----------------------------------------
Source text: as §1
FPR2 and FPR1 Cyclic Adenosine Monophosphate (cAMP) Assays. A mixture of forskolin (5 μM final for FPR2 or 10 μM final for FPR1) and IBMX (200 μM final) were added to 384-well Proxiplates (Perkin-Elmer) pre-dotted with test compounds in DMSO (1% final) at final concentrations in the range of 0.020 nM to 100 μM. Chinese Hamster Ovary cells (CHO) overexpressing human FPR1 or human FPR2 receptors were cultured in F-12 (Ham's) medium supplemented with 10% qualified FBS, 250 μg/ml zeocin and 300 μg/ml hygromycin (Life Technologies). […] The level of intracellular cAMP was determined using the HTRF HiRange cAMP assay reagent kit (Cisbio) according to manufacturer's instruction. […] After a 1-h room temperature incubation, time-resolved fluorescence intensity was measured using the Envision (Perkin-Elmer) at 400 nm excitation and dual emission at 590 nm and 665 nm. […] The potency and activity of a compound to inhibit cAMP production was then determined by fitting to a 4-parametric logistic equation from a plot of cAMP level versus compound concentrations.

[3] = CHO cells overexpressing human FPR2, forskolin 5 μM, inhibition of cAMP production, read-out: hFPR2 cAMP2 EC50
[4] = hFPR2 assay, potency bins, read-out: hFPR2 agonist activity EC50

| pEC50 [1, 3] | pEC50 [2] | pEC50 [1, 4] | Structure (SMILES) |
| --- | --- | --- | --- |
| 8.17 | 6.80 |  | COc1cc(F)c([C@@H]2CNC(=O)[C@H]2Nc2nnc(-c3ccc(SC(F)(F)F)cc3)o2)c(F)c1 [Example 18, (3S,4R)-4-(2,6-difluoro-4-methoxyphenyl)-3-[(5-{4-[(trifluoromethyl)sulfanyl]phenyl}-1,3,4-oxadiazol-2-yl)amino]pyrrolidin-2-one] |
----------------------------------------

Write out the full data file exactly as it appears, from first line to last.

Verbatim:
Source text: as §1
FPR2 and FPR1 Cyclic Adenosine Monophosphate (cAMP) Assays. A mixture of forskolin (5 μM final for FPR2 or 10 μM final for FPR1) and IBMX (200 μM final) were added to 384-well Proxiplates (Perkin-Elmer) pre-dotted with test compounds in DMSO (1% final) at final concentrations in the range of 0.020 nM to 100 μM. Chinese Hamster Ovary cells (CHO) overexpressing human FPR1 or human FPR2 receptors were cultured in F-12 (Ham's) medium supplemented with 10% qualified FBS, 250 μg/ml zeocin and 300 μg/ml hygromycin (Life Technologies). […] The level of intracellular cAMP was determined using the HTRF HiRange cAMP assay reagent kit (Cisbio) according to manufacturer's instruction. […] After a 1-h room temperature incubation, time-resolved fluorescence intensity was measured using the Envision (Perkin-Elmer) at 400 nm excitation and dual emission at 590 nm and 665 nm. […] The potency and activity of a compound to inhibit cAMP production was then determined by fitting to a 4-parametric logistic equation from a plot of cAMP level versus compound concentrations.

[3] = CHO cells overexpressing human FPR2, forskolin 5 μM, inhibition of cAMP production, read-out: hFPR2 cAMP2 EC50
[4] = hFPR2 assay, potency bins, read-out: hFPR2 agonist activity EC50

| pEC50 [1, 3] | pEC50 [2] | pEC50 [1, 4] | Structure (SMILES) |
| --- | --- | --- | --- |
| 8.17 | 6.80 |  | COc1cc(F)c([C@@H]2CNC(=O)[C@H]2Nc2nnc(-c3ccc(SC(F)(F)F)cc3)o2)c(F)c1 [Example 18, (3S,4R)-4-(2,6-difluoro-4-methoxyphenyl)-3-[(5-{4-[(trifluoromethyl)sulfanyl]phenyl}-1,3,4-oxadiazol-2-yl)amino]pyrrolidin-2-one] |